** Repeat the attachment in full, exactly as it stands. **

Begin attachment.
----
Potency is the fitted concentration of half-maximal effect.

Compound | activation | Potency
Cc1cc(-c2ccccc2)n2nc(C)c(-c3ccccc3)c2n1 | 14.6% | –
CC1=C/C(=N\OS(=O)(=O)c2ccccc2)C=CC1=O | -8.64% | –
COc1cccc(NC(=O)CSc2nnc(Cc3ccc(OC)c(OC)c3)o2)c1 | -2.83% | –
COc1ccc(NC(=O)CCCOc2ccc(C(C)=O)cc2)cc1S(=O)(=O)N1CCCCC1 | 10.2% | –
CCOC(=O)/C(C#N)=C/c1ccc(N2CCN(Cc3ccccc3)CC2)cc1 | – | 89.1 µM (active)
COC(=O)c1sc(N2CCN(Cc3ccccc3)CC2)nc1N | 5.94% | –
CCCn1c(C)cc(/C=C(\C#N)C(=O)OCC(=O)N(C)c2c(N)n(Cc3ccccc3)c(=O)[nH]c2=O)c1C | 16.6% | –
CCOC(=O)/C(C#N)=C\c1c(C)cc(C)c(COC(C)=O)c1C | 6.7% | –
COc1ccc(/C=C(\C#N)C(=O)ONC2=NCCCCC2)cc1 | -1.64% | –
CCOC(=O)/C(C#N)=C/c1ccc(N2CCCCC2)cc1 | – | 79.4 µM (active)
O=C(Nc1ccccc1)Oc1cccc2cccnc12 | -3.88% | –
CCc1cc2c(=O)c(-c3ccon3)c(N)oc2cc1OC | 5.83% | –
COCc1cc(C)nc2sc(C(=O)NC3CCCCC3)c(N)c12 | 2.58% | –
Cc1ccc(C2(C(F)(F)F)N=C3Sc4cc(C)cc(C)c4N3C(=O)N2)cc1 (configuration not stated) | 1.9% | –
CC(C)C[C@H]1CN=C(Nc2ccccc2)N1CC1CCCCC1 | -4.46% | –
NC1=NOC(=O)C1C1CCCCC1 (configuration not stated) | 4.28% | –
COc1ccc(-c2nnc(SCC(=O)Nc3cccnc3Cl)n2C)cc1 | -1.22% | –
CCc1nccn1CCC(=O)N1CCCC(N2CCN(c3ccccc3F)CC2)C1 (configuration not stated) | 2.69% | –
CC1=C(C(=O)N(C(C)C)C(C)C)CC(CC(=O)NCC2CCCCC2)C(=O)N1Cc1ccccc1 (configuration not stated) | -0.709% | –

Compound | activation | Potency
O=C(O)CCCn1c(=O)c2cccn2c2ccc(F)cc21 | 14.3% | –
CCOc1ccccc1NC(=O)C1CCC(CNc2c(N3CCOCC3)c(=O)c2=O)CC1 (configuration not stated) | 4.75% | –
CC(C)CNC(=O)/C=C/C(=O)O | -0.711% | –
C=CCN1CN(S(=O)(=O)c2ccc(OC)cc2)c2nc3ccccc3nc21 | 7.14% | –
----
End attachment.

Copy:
Potency is the fitted concentration of half-maximal effect.

Compound | activation | Potency
Cc1cc(-c2ccccc2)n2nc(C)c(-c3ccccc3)c2n1 | 14.6% | –
CC1=C/C(=N\OS(=O)(=O)c2ccccc2)C=CC1=O | -8.64% | –
COc1cccc(NC(=O)CSc2nnc(Cc3ccc(OC)c(OC)c3)o2)c1 | -2.83% | –
COc1ccc(NC(=O)CCCOc2ccc(C(C)=O)cc2)cc1S(=O)(=O)N1CCCCC1 | 10.2% | –
CCOC(=O)/C(C#N)=C/c1ccc(N2CCN(Cc3ccccc3)CC2)cc1 | – | 89.1 µM (active)
COC(=O)c1sc(N2CCN(Cc3ccccc3)CC2)nc1N | 5.94% | –
CCCn1c(C)cc(/C=C(\C#N)C(=O)OCC(=O)N(C)c2c(N)n(Cc3ccccc3)c(=O)[nH]c2=O)c1C | 16.6% | –
CCOC(=O)/C(C#N)=C\c1c(C)cc(C)c(COC(C)=O)c1C | 6.7% | –
COc1ccc(/C=C(\C#N)C(=O)ONC2=NCCCCC2)cc1 | -1.64% | –
CCOC(=O)/C(C#N)=C/c1ccc(N2CCCCC2)cc1 | – | 79.4 µM (active)
O=C(Nc1ccccc1)Oc1cccc2cccnc12 | -3.88% | –
CCc1cc2c(=O)c(-c3ccon3)c(N)oc2cc1OC | 5.83% | –
COCc1cc(C)nc2sc(C(=O)NC3CCCCC3)c(N)c12 | 2.58% | –
Cc1ccc(C2(C(F)(F)F)N=C3Sc4cc(C)cc(C)c4N3C(=O)N2)cc1 (configuration not stated) | 1.9% | –
CC(C)C[C@H]1CN=C(Nc2ccccc2)N1CC1CCCCC1 | -4.46% | –
NC1=NOC(=O)C1C1CCCCC1 (configuration not stated) | 4.28% | –
COc1ccc(-c2nnc(SCC(=O)Nc3cccnc3Cl)n2C)cc1 | -1.22% | –
CCc1nccn1CCC(=O)N1CCCC(N2CCN(c3ccccc3F)CC2)C1 (configuration not stated) | 2.69% | –
CC1=C(C(=O)N(C(C)C)C(C)C)CC(CC(=O)NCC2CCCCC2)C(=O)N1Cc1ccccc1 (configuration not stated) | -0.709% | –

Compound | activation | Potency
O=C(O)CCCn1c(=O)c2cccn2c2ccc(F)cc21 | 14.3% | –
CCOc1ccccc1NC(=O)C1CCC(CNc2c(N3CCOCC3)c(=O)c2=O)CC1 (configuration not stated) | 4.75% | –
CC(C)CNC(=O)/C=C/C(=O)O | -0.711% | –
C=CCN1CN(S(=O)(=O)c2ccc(OC)cc2)c2nc3ccccc3nc21 | 7.14% | –